Life insurance can be confusing and not understanding the ins and outs of receiving a life insurance payout is one way scammers will try to take advantage of you. With this scam, the scammer will pose as a life insurance agent and say that in order for you to receive the life insurance payout, you need to pay some sort of fee first. They may also claim that the policy has been canceled and try to sell you a new one.

You should never have to pay any type of fee in order to receive a life insurance payout and an insurance company will never try to sell you a new policy after the death of the policyholder. If you're unsure, you can always call the insurance company directly at their customer service number to ask about the status of the policy and the steps you need to take to receive the payout.

Friend from the past scam

This scam is less easy to spot as many friends, coworkers, family members, and old acquaintances tend to come out of the woodwork whenever a loved one passes away. With this scam, someone you’ve never met (or someone who you have, but hasn’t contacted you in years) will reach out to you and express their condolences for your loss. They'll then go on to say that they were just recently in touch with your loved one before they died and that your loved one mentioned wanting to leave you something (usually a sum of money). The scammer will likely say they can help facilitate this transfer for a small fee.

Another version of this is for the "friend" to say your loved one promised them a sum of money (or some other inheritance) if anything ever happened to them.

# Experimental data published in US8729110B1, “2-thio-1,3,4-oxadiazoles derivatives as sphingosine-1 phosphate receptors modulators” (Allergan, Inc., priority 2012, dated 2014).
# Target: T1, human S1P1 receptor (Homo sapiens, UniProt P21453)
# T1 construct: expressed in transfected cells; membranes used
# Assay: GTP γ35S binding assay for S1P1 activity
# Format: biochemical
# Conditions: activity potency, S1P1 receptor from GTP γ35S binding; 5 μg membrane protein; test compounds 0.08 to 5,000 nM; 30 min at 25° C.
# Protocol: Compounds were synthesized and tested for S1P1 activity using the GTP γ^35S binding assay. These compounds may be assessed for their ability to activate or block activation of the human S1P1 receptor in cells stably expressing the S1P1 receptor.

Of course, there is no inheritance and the person you're speaking to is not really your friend (or at least, not anymore). You also have zero requirement to pay off someone who claims they're entitled to something your loved one promised them before they passed away. The best thing to do in this case is simply ignore their message and move on. If possible, you can also report them so they can't take advantage of anyone else.

How can I protect my loved one's identity after a scam?

Scammers will often try their hand at stealing a dead person's identity or using a deceased person's social security number after they pass away. Identity fraud after a death is a serious problem and something to be aware of. To protect your loved one's identity, you should report their death to the credit bureaus as soon as possible. This will help to prevent scammers from opening new accounts in their name.

Who do I contact if someone is using a deceased person’s identity?

If you think that someone is using a deceased person's identity, you should contact the credit bureaus:

Online: Experian Freeze Center
Phone: 1-888-397-3742
By mail, write to:
Experian Security Freeze
PO Box 9554
Allen, TX 75013

Online: Equifax Credit Report Services
Phone: 1-800-685-1111
By mail, write to:
Equifax Information Services LLC
PO Box 105788
Atlanta, GA 30348-5788

Online: TransUnion Credit Freezes
Phone: 1-888-909-8872
By mail, write to:
TransUnion LLC
PO Box 2000
Chester, PA 19016

You can also contact the Federal Trade Commission and file a report with the Internet Crime Complaint Center.

Scams are unfortunately quite common, especially after the death of a loved one. The best way to protect yourself is to be aware of the most common scams and how to spot them. If you're ever unsure, always err on the side of caution and contact the company or organization directly to verify any information you've been given.

If you think you may have been a victim of an inheritance scam, you can report it to the Federal Trade Commission (FTC). You can also contact your state's attorney general's office or the Better Business Bureau to get assistance and support.

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Last updated November 3, 2022